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Tags: Ross Douthat

Where’s the Leadership?



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It increasingly looks like Obama will issue the Big Amnesty order, likely this very week. Here’s descriptions from Ross Douthat and Jonathan Tobin of its breathtakingly anti-democratic, polarizing, and unconstitutional character. And here is a Wahington Post account that reads like a liberal legacy-media account, the sort that many of your fellow citizens are letting themselves be guided by, that tries to reduce the controversy to one about (a) immigration policy and (b) relations between Obama and the Republicans in Congress – i.e., it does much to avoid framing the issue as one about the Constitution.  

So that’s it, then? Another excuse for another one of those funding and shutdown battles, eh?  

Everything in me wants to scream against that. And the strategist in me wants to caution most gravely that Obama is likely not done with taking unconstitutional executive-order actions, which means the day after Big Amnesty, on top of calculating any retaliation against it or blocking of its implementation, we have to begin strategizing about how to prevent him from doing more and more of such actions.  

Will we let Big Amnesty go down in our history as something never challenged in any clear way as an unconstitutional abomination of the first order? Are there plans for any big protest? Discussion of whether to oppose ever granting voting rights to those so amnestied?  Does any conservative leader prepare citizens for what comes next?

Well, on NRO, Andrew McCarthy does. There’s Douthat’s work at the New York Times, although he has avoided ever recommending impeachment or the threat of it. But that’s about it. Oh, there undoubtedly are some more obscure writers, such as yours truly, who dwell upon the issue, but have we seen the big conservative outlets linking our commentaries? Pursuing major reporting on the issue? Discussing a menu of possible GOP responses? Nope.

Boehner tells us “we’re going to fight this tooth and nail,” and that “all options are on the table.” Okay. Thank you for saying that.  And maybe you do have some cool procedural weapons that you masterminds confer about in secret. But the public, meantime, is reduced to waiting to see what you will unveil.  Below that story I read some anonymous conservative’s comment: ”If the GOP leadership allows this to stand, they’ll be ruined.”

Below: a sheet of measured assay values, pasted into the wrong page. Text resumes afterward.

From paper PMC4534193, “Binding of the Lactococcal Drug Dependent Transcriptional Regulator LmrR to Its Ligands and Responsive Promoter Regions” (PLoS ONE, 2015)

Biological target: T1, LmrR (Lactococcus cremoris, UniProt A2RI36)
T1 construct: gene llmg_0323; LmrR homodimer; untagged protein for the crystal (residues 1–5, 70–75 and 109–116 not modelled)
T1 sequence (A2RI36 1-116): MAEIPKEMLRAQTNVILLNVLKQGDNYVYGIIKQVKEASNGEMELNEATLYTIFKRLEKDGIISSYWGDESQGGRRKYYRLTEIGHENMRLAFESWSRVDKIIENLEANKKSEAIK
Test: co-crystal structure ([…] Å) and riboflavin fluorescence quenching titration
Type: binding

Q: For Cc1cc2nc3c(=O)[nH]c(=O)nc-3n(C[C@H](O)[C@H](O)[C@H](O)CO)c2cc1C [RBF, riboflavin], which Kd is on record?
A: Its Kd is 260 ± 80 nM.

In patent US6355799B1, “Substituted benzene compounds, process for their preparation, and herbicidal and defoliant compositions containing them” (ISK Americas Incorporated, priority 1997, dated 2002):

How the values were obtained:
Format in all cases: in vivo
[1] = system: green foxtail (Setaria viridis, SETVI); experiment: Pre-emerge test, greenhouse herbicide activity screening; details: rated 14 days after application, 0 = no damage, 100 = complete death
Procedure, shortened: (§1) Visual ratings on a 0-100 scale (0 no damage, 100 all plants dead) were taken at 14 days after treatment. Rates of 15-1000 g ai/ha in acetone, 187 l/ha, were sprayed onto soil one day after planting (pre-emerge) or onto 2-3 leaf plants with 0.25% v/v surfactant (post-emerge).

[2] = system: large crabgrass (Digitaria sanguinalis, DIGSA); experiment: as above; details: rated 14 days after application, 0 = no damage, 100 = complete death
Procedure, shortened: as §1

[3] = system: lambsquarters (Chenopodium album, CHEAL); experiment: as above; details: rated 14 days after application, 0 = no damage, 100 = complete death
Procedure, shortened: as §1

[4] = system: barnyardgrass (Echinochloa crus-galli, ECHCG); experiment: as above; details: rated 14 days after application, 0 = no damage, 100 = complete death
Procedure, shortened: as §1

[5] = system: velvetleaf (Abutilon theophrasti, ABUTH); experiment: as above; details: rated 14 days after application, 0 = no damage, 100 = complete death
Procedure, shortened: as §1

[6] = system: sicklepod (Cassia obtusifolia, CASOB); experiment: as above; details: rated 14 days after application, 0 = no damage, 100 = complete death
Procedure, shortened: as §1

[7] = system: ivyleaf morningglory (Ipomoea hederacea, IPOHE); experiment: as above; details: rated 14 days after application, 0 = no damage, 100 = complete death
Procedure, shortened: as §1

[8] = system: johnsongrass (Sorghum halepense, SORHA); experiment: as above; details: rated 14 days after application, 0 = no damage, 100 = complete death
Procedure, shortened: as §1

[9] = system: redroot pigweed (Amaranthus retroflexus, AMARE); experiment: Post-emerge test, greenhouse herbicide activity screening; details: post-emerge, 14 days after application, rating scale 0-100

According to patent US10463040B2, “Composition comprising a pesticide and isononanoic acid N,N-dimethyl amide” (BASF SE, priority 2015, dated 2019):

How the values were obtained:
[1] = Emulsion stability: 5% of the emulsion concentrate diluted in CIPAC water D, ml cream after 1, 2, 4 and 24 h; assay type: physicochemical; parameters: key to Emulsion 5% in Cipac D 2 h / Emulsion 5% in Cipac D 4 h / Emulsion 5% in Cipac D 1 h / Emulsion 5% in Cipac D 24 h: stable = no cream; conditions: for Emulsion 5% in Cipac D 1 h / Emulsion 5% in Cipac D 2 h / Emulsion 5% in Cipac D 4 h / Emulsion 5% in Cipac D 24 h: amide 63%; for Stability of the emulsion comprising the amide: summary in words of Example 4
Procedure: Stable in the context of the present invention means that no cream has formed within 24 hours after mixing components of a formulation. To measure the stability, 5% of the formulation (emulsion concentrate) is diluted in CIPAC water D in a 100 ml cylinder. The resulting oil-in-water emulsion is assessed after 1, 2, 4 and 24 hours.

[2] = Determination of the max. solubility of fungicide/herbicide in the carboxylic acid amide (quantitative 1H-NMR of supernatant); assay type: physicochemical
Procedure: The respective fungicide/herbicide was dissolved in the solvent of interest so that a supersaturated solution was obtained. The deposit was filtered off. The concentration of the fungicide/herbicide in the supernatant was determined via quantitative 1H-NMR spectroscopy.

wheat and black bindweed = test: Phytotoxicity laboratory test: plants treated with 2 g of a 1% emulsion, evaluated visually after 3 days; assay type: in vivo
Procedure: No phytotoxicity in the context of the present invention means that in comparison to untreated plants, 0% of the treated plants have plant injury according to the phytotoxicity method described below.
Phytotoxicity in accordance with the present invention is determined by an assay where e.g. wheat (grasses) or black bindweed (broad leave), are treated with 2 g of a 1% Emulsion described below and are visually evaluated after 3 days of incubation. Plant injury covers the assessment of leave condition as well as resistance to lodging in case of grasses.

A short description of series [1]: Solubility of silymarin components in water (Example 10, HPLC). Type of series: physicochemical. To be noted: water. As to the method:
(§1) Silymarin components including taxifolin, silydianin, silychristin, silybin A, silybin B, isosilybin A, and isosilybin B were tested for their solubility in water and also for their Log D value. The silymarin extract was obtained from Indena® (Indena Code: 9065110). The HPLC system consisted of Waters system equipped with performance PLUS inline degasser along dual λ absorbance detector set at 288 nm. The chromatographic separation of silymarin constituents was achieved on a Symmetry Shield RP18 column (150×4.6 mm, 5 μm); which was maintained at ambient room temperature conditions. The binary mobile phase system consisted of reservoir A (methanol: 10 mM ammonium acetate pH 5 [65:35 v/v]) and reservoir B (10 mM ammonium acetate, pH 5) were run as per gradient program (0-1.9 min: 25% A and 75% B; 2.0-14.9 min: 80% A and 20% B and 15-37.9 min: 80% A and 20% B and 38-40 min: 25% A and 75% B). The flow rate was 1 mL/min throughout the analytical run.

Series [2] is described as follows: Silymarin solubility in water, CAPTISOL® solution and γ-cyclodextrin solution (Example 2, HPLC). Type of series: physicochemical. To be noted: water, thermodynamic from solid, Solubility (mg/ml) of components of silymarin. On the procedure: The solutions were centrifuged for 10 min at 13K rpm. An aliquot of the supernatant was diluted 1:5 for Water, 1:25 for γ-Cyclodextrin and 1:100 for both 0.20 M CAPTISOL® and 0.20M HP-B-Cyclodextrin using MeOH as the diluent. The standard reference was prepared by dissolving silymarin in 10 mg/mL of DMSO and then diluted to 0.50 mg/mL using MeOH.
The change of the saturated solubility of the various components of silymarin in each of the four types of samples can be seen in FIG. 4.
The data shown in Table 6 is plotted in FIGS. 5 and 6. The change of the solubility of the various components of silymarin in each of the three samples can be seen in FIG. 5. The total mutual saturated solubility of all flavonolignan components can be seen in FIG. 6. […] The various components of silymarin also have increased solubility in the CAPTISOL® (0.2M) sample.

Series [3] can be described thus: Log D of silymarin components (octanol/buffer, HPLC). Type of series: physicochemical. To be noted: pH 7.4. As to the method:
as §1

Well, as far as I can tell, it is going to stand, and all the drama about government shut-down will, by itself, amount to little but a confusion.  Had the GOP organized a pledge to impeach in response to Big Amnesty, as I called for many months ago, and again last week, we could begin pursuing that without the shame of giving the public no warning of our intention. Had the GOP at least not discouraged its members from admitting the obvious fact that their constituents were talking about impeachment, perhaps such a pledge could have been quickly organized after November 4. But now? Heck, now, we aren’t even in a position to force the legacy media to take note of half the nation’s deep anger over this. Obama will do it, and a thousand editorials that only conservatives read will denounce it.

Does anyone organize a letter campaign?  Lay the groundwork for big protest actions? Does anyone give the conservative base a stinkin’ thing to do? I guess we’re supposed to just wait until after the order is given, and after the GOP honchos have had their meeting about how to respond. Meantime, the impression we’re all giving our fellow Americans is that we regard this as politics as per usual.  

I’m not directing my accusation here solely against McConnell and Boehner. I think their legislative pro-amnesty gamesmanship has been a disaster in several ways, but I feel, as I think think most conservatives do by now, used to it.  I expect it.  They are at least noble enough men to resent the blackmail Obama has threatened them with, and American enough to be aghast at the naked unconstitutionality of his proposed order.  Yes, their elitist approach to the “immigration issue” has now put them in an unprepared and unconvincing position to lead with respect to the core issue here, that is, the constitutional one, but this is not a surprise.